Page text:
Save Time, Save Money with our Google Ads Audit Checklist

By Anna Perez, on May 12, 2020

When was the last time you audited your Google Ads campaigns to make sure you’re getting the most out of your ad spend?

If it’s been a while, don’t worry! You’re definitely not alone. In fact, many advertisers don’t realize the importance of doing a detailed review of their account every so often.

You might be asking, “What’s the benefit?” Well, if you know what things to look for, within 15 minutes you’ll be able to make simple yet powerful adjustments that will significantly improve your Google Ads performance.

Then, once the low-hanging fruit are taken care of, you can implement some of the more advanced best practices that are time-tested to help take your conversions to the next level.

Let us guide you through this process, which we utilize ourselves for each of our clients. At the very end you’ll also find our handy Audit Checklist for you to add to your tool kit.

“…within 15 minutes you’ll be able to make simple yet powerful adjustments that will significantly improve your Google Ads performance.”

The key areas you’ll want to spend time auditing are:

Account Level
  • Connection
  • Conversion
  • Attribution
  • Account Structure
  • Naming Convention
Campaign Level
  • Budget allocation
  • Bid Strategy
  • Bid Modifiers
Keyword Level
  • Quality Score
  • Negative Keywords
Ad Level
  • Ad Copy
  • Ad Extensions
  • Audience Targeting

Starting from the top, you should first confirm if Google Analytics has a connection with Google Ads. You may not want to use goals from Analytics, but you can add audiences and review KPIs, like bounce rate.

Oftentimes we’ve seen that there are many duplicated conversion actions. Sometimes this occurs with transactions from Google Analytics as well as transactions from a Google Ads pixel, duplicating the data.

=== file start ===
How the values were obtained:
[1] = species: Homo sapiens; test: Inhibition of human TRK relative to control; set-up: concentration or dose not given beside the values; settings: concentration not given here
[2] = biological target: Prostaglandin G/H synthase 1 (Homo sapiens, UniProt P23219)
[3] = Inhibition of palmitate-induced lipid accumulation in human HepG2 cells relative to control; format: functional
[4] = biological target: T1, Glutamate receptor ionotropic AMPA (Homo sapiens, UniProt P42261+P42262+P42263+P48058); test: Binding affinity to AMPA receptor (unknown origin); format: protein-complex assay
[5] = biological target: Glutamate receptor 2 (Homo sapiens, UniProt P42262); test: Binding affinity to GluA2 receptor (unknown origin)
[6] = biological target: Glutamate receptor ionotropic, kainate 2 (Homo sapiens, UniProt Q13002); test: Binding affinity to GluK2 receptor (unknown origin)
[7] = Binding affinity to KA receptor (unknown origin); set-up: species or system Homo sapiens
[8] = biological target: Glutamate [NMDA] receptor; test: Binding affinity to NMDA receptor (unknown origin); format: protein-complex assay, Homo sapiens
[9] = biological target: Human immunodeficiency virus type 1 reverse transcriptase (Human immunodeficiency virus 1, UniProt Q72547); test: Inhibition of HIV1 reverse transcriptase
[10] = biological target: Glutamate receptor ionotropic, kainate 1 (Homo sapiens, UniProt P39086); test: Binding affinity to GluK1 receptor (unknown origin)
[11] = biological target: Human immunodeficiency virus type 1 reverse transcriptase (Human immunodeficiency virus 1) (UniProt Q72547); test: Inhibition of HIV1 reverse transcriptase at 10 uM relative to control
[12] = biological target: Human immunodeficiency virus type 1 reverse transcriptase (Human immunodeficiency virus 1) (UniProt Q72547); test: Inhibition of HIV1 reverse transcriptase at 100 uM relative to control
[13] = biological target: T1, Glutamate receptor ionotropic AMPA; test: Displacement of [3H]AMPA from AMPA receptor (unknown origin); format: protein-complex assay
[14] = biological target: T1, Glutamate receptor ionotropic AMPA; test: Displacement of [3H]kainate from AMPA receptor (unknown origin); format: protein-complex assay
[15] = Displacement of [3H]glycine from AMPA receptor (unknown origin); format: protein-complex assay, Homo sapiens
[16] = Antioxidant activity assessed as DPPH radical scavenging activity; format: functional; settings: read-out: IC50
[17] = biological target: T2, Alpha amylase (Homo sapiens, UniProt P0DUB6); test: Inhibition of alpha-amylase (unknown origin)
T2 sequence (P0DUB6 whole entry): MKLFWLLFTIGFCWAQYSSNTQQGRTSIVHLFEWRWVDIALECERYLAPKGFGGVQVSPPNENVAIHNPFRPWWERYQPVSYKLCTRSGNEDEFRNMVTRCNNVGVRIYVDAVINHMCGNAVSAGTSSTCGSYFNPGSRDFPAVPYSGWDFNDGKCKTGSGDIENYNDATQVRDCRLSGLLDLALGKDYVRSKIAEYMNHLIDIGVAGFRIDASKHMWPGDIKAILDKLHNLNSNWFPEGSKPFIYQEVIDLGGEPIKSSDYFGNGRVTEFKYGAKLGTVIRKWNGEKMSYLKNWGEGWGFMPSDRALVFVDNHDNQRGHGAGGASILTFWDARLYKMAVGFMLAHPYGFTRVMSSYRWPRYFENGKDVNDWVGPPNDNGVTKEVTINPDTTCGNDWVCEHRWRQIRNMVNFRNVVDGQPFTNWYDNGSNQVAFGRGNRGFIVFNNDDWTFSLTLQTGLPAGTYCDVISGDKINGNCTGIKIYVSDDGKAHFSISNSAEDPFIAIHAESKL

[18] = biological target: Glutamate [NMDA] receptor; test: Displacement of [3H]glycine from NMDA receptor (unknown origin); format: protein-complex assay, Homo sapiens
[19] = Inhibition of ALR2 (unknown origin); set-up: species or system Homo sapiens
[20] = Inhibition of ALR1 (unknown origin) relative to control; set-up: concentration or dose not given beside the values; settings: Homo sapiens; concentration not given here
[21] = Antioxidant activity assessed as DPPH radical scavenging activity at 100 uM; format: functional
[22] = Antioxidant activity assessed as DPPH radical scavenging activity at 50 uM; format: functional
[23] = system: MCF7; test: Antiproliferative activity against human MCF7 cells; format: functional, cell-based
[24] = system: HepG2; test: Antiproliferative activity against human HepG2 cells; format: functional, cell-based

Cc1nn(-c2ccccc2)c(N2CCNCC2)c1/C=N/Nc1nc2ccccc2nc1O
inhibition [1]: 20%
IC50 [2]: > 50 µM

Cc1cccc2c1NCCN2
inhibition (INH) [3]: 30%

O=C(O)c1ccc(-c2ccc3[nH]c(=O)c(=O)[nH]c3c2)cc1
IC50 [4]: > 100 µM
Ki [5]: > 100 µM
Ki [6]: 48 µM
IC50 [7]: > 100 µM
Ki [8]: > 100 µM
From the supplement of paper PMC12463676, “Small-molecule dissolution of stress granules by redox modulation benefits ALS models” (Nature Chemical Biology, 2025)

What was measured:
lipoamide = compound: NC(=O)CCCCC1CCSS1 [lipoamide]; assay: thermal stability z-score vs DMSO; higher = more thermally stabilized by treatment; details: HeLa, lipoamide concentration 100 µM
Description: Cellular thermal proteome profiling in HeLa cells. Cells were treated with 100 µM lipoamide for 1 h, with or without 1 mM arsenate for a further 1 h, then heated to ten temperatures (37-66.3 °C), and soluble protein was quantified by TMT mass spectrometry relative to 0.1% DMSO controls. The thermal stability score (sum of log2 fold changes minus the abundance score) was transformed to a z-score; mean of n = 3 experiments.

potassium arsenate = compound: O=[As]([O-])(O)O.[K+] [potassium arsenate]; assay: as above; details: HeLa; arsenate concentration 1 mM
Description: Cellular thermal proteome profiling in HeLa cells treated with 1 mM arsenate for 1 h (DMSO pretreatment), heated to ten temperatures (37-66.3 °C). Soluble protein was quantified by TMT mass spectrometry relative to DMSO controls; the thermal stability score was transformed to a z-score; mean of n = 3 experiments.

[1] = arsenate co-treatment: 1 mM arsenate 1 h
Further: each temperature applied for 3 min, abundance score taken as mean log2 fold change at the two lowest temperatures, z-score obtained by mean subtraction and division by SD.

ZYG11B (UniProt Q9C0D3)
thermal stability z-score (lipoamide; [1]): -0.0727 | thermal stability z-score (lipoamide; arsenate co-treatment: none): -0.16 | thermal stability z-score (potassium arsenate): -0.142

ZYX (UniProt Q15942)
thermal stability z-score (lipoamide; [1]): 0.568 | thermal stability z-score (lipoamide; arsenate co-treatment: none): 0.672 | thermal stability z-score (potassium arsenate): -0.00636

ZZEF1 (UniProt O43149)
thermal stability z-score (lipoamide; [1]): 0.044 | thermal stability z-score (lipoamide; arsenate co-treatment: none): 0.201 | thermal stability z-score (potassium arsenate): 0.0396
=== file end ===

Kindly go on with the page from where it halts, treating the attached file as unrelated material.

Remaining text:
Additionally, the current attribution model is something that we consider important to look at when you are auditing a Google Ads account. Remember that changing attribution models doesn’t change actual account performance, just your perception of it, based on changes to which touch point gets credited with a full or partial conversion.

Switching to a new attribution model might sound a little scary, but don’t worry. You can simply go to the attribution models page to view what the various models say about your data, without actually making a change to your default reporting. For example, when viewing the last-click model, “branded” performance numbers are likely to receive a significant boost.

Regarding the account’s structure, we recommend having separate campaigns for branded versus non-branded terms/keywords.

Branded paid search terms help you land high quality scores fast, while also defending your brand against competitors. The quality or relevance score is made up of a few key factors, including landing page experience, expected CTR, and ad relevance.

At the campaign level, we like to keep consistency in the naming convention. The structure we use generally follows: Location-Language-Type-Category-Classification

An example campaign name would then be:


Budget allocation across existing campaigns is another big thing to look for. Many times we see that campaigns with conversion rates higher than 5% are losing impression share due to budget constraints, while other campaigns are not limited with lower conversion rates. If there isn’t a valid reason behind it, we recommend to allocate more budget on the well-performing campaigns that are budget constrained.

Google Ads also offers several bid strategies that are tailored to different types of campaigns. Depending on which networks your campaign is targeting, and whether you want to focus on getting clicks, impressions, conversions, or views, you can determine which strategy is best for you.